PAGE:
Minimise Your Chances Of Getting Foodborne Illnesses

Food-related illnesses are a real thing that some people neglect. As a blog that has many articles on nutrition and eating, it would be great if we also discuss the risks that come with eating. As one of the lead writers on this blog, I also happen to have a Master of Infectious Disease. And so, armed with the sword of Public Health knowledge, here is a short article on minimising such illnesses.

Eating healthy foods will help you to boost your immune system, but there is always a chance that the very same foods can make you ill. When we mention foodborne illnesses, we often think of food poisoning specifically. The truth, however, is that, it also includes other diseases. Luckily, there are a number of things you can do to prevent foodborne illnesses. Following safety tips when handling, preparing, and storing food is very important.

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First and foremost, you should be concerned with the temperature of your food. When cooking meat, you can use a thermometer in order to make sure that you meat is reaching to proper temperatures inside. It does sound extreme and ridiculous, and in some cases it can be. But if you are making a steak and are not confident of its freshness, do it.

Even though some meats, such as beef, can be served rare safely, proper temperatures are still a factor to consider. Having high temperatures can kill any bacteria that may be growing on the meat. In the case of burger and other loaf meats that have been ground and formed into patties, you should not eat them rare under any circumstance.

You see, not everything is equal. In some meats, bacteria can be growing in the inner lining as on the outside, and you are at risk if you do not cook these meats for a long enough period of time to kill any bacteria. After your food is cooked, you should continue to monitor the temperature if you can. Of course this is not a blanket rule.

You should always keep hot foods hot and cold foods cold. You see, the range between the recommended storage temperatures is where bacteria can grow. When letting food cool for refrigeration, place in the refrigerator no more than two hours after you have left it out. Conversely, when thawing meals, do so in a bowl or pan in the refrigerator rather than at room temperature.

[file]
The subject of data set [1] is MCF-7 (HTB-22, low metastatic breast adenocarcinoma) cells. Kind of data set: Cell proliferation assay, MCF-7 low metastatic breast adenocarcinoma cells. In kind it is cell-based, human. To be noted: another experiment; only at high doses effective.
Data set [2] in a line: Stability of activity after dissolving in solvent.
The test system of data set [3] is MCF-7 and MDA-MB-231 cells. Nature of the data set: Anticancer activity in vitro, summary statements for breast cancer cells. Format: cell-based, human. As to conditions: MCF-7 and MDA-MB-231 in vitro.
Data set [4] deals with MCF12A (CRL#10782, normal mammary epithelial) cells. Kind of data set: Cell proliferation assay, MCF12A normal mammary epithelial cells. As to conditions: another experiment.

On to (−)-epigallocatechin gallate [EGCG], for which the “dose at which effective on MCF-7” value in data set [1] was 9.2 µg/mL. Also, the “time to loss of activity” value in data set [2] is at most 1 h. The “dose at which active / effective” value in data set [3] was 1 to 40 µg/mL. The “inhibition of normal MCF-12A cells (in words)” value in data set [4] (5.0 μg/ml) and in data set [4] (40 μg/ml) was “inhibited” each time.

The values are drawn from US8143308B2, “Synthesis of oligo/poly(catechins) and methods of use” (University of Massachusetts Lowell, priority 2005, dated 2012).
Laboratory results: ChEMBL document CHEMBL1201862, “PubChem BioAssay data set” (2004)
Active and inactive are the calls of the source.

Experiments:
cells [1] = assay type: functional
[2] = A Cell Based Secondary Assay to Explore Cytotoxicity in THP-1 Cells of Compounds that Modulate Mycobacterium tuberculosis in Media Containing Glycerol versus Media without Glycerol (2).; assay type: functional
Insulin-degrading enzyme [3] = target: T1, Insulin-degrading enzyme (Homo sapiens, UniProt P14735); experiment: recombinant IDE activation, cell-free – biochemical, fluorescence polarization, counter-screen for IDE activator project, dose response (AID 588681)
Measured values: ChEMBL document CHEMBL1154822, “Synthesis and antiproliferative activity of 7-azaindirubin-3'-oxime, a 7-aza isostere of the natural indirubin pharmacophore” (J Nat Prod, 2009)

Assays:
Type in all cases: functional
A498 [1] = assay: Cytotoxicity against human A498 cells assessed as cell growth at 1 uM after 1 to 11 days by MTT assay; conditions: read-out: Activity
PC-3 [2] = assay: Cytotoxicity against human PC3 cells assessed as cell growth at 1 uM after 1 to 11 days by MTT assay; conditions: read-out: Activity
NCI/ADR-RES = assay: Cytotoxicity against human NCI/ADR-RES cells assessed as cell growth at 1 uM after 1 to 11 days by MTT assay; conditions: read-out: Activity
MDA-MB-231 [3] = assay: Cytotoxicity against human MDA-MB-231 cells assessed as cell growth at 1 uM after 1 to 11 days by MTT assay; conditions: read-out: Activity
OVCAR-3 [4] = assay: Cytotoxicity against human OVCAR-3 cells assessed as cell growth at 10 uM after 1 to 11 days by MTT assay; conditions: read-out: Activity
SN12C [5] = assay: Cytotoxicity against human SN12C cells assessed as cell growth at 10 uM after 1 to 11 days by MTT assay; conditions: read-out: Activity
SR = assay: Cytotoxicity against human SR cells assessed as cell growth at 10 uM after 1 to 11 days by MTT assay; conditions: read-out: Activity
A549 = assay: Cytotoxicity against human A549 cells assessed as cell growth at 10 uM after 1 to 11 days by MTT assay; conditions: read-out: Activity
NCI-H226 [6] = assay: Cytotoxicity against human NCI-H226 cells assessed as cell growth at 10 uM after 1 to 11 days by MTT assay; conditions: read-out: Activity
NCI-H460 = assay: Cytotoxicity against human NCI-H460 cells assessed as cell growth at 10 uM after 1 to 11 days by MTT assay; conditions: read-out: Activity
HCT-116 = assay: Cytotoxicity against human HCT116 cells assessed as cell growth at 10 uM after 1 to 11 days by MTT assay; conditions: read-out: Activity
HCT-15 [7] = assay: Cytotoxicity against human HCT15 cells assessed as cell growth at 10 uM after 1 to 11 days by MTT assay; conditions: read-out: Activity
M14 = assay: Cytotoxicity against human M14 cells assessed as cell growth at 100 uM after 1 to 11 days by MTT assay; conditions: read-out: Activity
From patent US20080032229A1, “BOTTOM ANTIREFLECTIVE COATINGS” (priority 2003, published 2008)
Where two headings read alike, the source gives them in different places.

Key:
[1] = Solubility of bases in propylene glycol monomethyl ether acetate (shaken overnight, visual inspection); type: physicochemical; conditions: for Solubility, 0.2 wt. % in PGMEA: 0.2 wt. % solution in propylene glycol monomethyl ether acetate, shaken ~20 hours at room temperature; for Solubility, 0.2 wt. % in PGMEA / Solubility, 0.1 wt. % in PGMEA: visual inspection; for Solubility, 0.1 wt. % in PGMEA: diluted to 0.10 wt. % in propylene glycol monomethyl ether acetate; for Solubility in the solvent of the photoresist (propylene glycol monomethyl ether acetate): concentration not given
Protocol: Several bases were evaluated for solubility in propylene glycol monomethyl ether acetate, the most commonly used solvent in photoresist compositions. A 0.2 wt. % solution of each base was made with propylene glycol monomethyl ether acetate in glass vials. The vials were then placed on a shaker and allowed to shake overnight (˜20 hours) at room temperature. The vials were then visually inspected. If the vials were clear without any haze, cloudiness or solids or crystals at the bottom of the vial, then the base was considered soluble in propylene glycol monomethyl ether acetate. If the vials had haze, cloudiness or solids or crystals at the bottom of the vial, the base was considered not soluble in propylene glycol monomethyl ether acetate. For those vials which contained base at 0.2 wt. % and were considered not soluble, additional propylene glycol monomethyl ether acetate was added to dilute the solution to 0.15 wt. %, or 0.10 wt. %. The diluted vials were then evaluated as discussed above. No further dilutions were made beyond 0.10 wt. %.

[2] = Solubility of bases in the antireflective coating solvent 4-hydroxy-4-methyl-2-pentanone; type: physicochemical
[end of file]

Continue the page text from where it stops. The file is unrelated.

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Cross-contamination is one of, if not the biggest culprit when it comes to preventing food-related illnesses. Cross contamination is basically the movement of bacteria from one dish to another. This happens when you use dirty cutting boards, don’t wish your dishes properly, and use the same utensil for all of your foods.

For example, if you are using knife to cut raw chicken and then you, in your infinite wisdom, use that same knife to cut your food after it has been cooked, some of the bacteria from the raw chicken has probably remained on the knife, and where do you think that gets transferred to? And think about it – the cooked chicken has probably cooled down a tad, so the campylobacter or whatever other bacteria can survive on it.

Apart from making sure that you are using a clean work space and clean tools whenever you cook, you should also make it a habit to regularly wash your hands. Every time you touch raw foods, you should use disinfecting hand soap and warm water to make sure that no bacteria remains on your hands. Making sure that your food is safe is one of the most important parts of healthy eating, so don’t overlook this step the next time you prepare a meal.

And yes, I can hear your excuses raining down from the sky. But trust me – you wouldn’t want to be on the wrong end of a foodborne illness. If you had suffered gastro or other infections before, you probably know exactly what I mean. Alright then, here endeth the pessimistic, almost nihilistic post. Time to focus on your healthy eating!

Speaking of food…..

 


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